They are the “blue links” that come up when you search for something online and are ideally between 50-60 characters long. They look like this:

 SEO title tags on Google

In this example, you can expect to go directly to Agital’s career page when you click on the “Careers” blue text. So, why does this matter?

1. Google prioritizes relevance (aka, semantic search) above all else.

It’s not so much title tags that are important, but rather, it’s the relevant keywords in them. Keywords are what you search in Google—things like “best running shoes for men,” “cars for sale,” and “which celebrity is my lookalike” are all keywords.

Put simply, relevancy is everything. Users (and Google) expect to see content that matches the title tags. For example, if you click on a title tag that reads “Used Cars for Sale in Gilbert,” you expect to see a list of used cars for sale in Gilbert, Arizona.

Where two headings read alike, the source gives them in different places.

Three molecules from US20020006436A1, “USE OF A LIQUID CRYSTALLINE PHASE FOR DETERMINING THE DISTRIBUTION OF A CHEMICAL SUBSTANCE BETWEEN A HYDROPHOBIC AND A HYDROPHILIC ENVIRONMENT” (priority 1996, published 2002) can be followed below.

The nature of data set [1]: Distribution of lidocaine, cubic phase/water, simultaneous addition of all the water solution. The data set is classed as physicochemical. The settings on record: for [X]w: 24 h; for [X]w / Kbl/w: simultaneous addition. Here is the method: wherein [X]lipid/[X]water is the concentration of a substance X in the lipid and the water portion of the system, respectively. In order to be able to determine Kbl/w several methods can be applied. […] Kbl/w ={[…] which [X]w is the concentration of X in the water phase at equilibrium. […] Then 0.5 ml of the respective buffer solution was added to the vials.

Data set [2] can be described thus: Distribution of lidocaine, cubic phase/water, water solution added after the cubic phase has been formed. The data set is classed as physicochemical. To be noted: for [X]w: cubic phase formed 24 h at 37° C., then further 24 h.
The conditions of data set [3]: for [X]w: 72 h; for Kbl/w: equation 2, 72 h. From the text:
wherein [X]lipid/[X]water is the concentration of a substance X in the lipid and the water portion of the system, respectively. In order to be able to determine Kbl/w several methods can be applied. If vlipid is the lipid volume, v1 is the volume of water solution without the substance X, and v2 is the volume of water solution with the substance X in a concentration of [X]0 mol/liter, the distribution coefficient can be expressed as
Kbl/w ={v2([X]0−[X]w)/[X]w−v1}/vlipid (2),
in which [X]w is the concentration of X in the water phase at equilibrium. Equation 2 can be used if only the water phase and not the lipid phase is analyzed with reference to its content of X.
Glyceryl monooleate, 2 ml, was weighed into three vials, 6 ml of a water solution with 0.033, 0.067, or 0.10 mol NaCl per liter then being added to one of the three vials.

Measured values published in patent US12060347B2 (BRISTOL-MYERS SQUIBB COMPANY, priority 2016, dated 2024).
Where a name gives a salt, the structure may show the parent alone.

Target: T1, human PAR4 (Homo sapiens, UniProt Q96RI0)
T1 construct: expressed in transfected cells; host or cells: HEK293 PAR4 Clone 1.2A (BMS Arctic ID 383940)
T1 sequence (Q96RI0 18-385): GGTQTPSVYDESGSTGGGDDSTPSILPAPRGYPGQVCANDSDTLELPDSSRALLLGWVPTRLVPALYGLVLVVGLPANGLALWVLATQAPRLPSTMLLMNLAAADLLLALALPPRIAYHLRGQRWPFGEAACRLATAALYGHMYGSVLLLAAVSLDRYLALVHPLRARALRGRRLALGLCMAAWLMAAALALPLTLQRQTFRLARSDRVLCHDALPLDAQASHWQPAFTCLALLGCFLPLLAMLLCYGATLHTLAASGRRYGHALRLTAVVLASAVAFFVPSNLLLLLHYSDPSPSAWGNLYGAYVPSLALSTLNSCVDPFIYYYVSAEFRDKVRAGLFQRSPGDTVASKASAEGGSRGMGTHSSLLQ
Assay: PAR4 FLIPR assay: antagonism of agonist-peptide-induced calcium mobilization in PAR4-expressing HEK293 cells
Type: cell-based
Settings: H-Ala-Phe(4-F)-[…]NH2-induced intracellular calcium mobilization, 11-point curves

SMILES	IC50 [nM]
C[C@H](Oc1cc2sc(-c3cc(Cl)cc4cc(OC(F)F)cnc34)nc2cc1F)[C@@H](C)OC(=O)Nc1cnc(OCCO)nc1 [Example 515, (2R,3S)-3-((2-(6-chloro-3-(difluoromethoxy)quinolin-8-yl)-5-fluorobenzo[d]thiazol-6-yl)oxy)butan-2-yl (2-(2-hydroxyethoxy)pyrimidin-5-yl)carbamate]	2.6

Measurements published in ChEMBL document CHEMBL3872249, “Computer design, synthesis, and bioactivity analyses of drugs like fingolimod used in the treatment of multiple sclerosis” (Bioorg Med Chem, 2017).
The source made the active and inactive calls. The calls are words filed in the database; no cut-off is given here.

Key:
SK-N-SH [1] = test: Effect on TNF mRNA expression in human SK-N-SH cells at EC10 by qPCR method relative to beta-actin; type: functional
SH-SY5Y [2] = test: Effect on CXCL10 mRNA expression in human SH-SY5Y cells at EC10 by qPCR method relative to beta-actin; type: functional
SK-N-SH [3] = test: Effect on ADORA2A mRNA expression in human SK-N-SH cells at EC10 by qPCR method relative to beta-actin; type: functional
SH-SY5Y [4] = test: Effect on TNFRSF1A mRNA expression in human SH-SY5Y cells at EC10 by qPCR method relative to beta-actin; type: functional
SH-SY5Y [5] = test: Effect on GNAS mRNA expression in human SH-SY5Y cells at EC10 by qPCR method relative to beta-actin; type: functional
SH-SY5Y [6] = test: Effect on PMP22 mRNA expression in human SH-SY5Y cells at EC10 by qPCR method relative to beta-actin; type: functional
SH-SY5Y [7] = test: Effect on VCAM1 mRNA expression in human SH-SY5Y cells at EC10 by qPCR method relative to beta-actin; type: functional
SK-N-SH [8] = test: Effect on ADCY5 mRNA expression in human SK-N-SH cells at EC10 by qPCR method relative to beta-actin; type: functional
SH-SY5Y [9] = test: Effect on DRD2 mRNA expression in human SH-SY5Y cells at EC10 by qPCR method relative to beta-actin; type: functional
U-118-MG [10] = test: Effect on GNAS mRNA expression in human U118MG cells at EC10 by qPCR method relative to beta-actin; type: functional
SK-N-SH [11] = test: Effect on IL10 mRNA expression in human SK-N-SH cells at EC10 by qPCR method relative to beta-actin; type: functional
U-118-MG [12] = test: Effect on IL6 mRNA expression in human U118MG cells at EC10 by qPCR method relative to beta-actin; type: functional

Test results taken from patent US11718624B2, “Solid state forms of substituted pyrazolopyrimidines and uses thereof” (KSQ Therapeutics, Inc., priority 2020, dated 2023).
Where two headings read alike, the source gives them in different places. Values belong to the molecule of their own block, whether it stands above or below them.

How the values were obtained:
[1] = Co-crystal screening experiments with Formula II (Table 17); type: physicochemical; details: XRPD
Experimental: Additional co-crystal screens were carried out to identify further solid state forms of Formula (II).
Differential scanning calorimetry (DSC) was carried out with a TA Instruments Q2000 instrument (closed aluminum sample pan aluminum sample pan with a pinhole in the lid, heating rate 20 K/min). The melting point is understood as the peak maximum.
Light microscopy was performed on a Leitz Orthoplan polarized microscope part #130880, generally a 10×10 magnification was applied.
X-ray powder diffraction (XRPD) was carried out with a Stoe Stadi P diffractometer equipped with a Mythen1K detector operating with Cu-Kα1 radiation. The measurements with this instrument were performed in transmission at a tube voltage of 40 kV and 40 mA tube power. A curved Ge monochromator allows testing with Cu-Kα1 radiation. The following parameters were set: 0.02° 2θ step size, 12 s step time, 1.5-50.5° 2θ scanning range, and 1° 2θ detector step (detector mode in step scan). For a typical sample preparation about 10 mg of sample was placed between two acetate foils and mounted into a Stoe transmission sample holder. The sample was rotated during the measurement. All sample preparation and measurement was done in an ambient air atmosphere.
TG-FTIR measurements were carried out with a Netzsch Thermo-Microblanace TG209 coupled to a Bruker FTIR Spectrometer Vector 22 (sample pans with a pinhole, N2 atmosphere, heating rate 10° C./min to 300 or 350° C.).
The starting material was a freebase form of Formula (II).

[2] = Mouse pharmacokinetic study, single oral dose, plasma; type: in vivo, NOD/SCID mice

On the flip side, if you want to find used cars but are instead taken to a blog about how to fix a car’s engine, then the title tag isn’t relevant to the content. Google will penalize this content, likely making it nearly impossible to find on the SERP.

The takeaway from all of this is this: keep your title relevant to what the content users expect to see.

2. Unique title tags drive user engagement.

Have you ever searched for a mac and cheese recipe on Google, and every result looked the same? Your SERP may look like this:

Mac and Cheese recipe title tags

While it looks like these three recipes are all saying the same thing, they’re using title tags to target a specific audience to help drive user engagement—such as the number of people who click on the article, who return to it at a later date, who share it on social media, etc.